It's what happens to your cup of tea when you set it down and then forget about it for two hours, and then find it again.

Edit: My kids are telling me that the little remark in the bubble should be spelled "Blegh."
But I don't want to change it unless everybody else thinks so, too.

Wednesday, October 12, 2005

Some awesome childrens' art

These charming leaf-collage critters were made by second-graders in the class where I volunteer every week. I just think they look great! I only wish I had a chance to photograph them before they were laminated.

The teacher was concerned that this one was a little too thick to go through the laminating machine. It doesn't have the reflective glare the others had. (but the shot came out a little blurry, sorry)

Saturday, October 08, 2005

Treasure to Trash

The detritus of life.

The painstaking process of going through Eleanor's house is drawing to a close. We have taken away everything we want. What remains is a collection, or several collections of stuff that may not have much monetary value, and only limited sentimental value, but somehow it has intreague. The colors and textures invite you to linger, to finger them and wonder what stories they could tell. Truthfully, I felt compelled to save them. To make art with them or something. But I know they would only be continuing their slow decay in my house instead of hers. So we left them behind. Only their images will remain, and even they will be cast now into cyberspace and ultimately forgotten.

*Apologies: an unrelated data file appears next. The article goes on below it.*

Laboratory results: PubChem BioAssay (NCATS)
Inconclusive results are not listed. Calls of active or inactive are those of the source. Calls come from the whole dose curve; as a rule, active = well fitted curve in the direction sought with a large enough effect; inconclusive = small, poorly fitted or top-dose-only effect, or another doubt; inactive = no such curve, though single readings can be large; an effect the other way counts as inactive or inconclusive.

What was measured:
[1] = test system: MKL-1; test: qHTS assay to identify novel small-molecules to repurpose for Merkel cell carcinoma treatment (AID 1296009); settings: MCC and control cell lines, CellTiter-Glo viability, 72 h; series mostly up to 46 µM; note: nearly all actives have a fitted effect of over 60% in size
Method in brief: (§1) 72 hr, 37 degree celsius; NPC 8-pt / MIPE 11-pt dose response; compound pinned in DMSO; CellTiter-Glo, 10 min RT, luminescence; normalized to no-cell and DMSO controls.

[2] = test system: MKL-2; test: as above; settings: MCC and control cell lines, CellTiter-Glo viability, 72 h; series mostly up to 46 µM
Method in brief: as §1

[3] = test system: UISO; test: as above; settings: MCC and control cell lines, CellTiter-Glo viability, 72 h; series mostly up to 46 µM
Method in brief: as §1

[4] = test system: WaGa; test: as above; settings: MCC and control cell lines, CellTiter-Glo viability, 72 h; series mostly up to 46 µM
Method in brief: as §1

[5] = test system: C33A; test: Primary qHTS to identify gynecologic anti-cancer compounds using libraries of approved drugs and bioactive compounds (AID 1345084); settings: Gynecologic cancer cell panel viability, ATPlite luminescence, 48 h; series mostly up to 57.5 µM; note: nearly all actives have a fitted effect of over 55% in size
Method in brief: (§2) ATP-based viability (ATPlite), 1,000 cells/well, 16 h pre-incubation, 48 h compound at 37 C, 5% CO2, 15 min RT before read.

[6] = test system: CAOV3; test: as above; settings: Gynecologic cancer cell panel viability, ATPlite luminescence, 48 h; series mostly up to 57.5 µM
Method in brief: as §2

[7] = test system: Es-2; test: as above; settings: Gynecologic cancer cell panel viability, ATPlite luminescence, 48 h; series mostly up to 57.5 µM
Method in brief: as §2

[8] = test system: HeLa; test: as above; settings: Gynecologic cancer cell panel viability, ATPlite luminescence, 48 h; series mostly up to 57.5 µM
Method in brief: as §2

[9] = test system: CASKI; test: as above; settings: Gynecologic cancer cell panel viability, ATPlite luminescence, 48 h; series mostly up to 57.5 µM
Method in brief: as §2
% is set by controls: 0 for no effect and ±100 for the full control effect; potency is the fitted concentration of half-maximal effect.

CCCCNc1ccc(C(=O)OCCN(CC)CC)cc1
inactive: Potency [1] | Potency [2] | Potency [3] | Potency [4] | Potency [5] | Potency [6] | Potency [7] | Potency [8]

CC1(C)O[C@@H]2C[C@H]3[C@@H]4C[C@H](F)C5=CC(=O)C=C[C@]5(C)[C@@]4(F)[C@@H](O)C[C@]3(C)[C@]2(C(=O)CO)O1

A shoe-box full of junk from the garage.

These were two 5-lb. coffee cans filled with all kinds of buttons. They were also in the garage, and they were kind of musty and gross, but still fascinating.

Treasures of a minor order seeing the light of day for the first time in decades.

These big, strange buttons were fragile. The broken one below looks like a half-eaten cookie.


There were buckles, too.

This button looked like a tiny bow.

An army of old soda pop bottles.

A few of the "old soldiers "

Boxes of baubles

A most unusual collection: Many years ago, bananas were the first items of produce to sport the now-ubiquitous stickers. Jerry's dad would leave his banana sticker on the doorjamb as he left the kitchen. It was an idea that stuck. (pun intended.)

Frozen in time. Old watches and clocks. Their time is over now.

Orphans: These two whimsical figurines have smiled silently for many years. Nobody remembers where they came from. Nobody wants to keep them. Their future is uncertain.